Yet, there can be serious concerns over the possibility of ever implementing take-home exams as a university-wide procedure. From a student’s perspective, take-home exams run the risk of taking too much of their precious time and overlapping with their daily routine, where some might prefer to get it over with and move on with their lives. From the university’s viewpoint, take-home exams are not always the most optimal method to evaluate students’ understanding, as some students might only zoom into sections related to the exam. While this concern is valid, the course’s lecturer and coordinator ultimately have the final say in the exam’s content. Therefore, they can choose to design the exam to be more complicated or comprehensive by including more topics and application questions. Some teachers also pointed out that correcting a take-home exam can be quite arduous, as the variance in answers makes grading and giving feedback extremely time-consuming. However, for a program that values practical application and critical thinking like Communication Science, this should not be why one might shy away from this testing format. Diverse explanations can reflect the students’ ability to synthesize the knowledge and elaborate using their language. Therefore, it should be celebrated, not disregarded.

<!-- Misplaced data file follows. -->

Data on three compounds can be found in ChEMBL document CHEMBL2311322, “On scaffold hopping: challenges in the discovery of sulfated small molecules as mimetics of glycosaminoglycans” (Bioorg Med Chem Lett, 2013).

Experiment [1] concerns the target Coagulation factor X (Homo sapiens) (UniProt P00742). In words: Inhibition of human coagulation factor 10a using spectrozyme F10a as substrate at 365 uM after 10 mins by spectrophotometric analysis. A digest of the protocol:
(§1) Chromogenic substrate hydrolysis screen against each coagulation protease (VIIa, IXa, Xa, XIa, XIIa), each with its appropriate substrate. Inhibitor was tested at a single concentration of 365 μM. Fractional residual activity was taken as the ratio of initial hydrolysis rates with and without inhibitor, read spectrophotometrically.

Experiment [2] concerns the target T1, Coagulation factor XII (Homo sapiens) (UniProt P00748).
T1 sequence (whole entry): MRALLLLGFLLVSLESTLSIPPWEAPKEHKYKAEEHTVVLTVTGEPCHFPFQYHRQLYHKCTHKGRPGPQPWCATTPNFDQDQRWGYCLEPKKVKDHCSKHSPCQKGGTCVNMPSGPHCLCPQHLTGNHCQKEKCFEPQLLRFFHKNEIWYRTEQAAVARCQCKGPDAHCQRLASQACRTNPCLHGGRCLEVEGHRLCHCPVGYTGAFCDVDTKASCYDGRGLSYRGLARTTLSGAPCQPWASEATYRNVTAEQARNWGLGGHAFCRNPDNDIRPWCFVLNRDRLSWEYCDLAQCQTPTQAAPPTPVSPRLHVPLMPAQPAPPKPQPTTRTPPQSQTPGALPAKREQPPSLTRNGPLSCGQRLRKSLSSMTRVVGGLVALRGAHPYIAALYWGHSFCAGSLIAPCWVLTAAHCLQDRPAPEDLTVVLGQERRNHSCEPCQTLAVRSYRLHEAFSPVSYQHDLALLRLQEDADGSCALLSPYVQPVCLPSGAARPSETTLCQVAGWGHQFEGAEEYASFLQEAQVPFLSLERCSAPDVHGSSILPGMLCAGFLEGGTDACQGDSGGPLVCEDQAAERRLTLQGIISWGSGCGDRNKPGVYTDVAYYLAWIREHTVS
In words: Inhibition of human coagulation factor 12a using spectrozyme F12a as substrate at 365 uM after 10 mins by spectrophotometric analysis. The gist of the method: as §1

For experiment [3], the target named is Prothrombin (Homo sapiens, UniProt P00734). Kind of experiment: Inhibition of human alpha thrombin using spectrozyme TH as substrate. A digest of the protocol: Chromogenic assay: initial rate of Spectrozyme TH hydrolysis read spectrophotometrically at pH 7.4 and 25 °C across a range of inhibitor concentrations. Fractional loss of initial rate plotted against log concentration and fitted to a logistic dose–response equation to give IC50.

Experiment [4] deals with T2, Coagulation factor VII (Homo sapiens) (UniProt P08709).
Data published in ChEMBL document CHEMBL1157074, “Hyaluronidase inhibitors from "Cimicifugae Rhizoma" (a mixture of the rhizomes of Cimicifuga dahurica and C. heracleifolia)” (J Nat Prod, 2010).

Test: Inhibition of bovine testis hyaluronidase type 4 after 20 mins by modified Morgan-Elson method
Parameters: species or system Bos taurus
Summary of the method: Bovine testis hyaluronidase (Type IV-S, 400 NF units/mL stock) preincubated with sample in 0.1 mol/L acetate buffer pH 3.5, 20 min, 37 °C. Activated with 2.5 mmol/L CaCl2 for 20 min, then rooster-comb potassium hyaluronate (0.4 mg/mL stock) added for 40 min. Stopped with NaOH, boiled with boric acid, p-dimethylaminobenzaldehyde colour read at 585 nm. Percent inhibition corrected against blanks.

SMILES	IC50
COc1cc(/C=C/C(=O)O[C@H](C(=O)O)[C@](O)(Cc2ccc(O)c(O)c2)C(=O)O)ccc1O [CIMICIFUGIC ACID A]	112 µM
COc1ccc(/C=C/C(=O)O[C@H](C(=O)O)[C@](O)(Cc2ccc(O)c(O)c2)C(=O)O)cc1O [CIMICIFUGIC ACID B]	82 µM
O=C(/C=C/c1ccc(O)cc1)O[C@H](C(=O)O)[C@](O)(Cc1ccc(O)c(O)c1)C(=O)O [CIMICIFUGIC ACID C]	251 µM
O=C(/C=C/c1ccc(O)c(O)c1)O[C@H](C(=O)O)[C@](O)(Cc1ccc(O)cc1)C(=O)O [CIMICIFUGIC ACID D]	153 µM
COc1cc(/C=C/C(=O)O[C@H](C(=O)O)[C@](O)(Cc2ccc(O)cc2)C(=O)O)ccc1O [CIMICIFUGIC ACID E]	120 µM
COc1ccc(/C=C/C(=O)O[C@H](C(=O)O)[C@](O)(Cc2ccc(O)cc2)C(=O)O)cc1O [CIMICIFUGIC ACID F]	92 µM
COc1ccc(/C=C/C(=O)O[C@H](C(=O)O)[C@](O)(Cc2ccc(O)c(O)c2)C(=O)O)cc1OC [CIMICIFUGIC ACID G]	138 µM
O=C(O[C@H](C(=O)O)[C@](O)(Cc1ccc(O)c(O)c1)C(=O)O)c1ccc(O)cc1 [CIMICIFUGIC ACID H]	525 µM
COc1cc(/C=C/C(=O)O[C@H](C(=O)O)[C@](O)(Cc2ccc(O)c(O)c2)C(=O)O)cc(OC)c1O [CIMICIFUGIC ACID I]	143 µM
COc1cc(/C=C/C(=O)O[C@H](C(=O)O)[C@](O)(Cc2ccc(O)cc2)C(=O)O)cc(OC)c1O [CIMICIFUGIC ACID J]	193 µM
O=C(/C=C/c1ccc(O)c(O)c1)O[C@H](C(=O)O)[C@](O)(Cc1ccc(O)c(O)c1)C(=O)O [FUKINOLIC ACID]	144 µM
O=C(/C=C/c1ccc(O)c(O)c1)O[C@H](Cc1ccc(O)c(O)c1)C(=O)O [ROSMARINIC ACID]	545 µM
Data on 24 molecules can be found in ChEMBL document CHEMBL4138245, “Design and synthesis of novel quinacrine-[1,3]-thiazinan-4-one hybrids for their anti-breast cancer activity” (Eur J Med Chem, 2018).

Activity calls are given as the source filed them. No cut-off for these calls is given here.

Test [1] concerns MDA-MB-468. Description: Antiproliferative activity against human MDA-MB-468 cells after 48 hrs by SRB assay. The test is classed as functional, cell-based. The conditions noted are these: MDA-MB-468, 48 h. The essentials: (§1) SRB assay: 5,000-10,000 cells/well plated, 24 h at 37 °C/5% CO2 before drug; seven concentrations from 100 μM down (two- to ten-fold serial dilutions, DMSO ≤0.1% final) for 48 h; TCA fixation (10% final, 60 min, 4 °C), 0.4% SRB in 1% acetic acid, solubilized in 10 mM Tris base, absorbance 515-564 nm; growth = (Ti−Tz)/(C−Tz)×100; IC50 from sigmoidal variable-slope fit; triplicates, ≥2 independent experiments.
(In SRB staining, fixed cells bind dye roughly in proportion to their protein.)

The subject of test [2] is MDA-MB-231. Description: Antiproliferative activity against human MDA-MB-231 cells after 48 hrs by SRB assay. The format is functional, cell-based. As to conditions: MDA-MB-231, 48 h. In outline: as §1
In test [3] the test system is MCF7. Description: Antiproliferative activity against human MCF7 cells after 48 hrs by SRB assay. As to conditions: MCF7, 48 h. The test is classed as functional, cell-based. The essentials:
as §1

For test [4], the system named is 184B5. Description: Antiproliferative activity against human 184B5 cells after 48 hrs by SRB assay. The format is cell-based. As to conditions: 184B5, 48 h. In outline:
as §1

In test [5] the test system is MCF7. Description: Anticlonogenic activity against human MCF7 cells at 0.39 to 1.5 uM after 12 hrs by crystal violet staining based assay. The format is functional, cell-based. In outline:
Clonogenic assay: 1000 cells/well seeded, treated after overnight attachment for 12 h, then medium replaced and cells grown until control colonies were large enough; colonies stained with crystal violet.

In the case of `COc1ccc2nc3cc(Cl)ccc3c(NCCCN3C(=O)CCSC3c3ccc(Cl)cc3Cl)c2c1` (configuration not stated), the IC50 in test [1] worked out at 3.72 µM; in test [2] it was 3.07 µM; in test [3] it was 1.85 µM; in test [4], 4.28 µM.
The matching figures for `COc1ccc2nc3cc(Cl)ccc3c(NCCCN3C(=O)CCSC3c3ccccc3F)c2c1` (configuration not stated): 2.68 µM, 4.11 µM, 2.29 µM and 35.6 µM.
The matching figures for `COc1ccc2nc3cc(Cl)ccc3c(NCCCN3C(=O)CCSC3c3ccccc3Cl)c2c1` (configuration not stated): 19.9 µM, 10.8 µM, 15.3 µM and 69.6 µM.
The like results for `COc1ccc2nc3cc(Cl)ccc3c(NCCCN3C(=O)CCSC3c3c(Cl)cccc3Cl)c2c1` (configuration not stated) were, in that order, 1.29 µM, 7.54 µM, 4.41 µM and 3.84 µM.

However, we all know why take-home exams have not entirely taken over higher education: Cheating and Plagiarism concerns. Since students have free reign in deciding on the time and location they choose to do their exams as well as the people they can contact, it automatically becomes more enticing to cheat, collaborate, or even ask someone to take the exam on their behalf. However, there is already existing software such as plagiarism checks that can help the university with this issue, as many courses have opted for this option for the past 1.5 years. Nonetheless, according to Radboud University, a strategy to prevent plagiarism is to set a time limit based on the exam’s content and demands (i.e., making references) as well as communicate clearly about the procedures and rules that apply to a take-home exam. Lastly, the university must also ensure that the exam would not interfere with one’s daily routine activities like eating or sleeping. In short
Take-home exams, like all things, have drawbacks and simply cannot please everyone. However, it is one of the most effective and efficient ways to gauge students’ comprehension and application skills, so much more than a superficial, stressful 2-hour exam. So why not give the take-home exam a more integrated position in the university’s assessment, especially when all the clues point towards one direction?
Edited By: Pritha Ray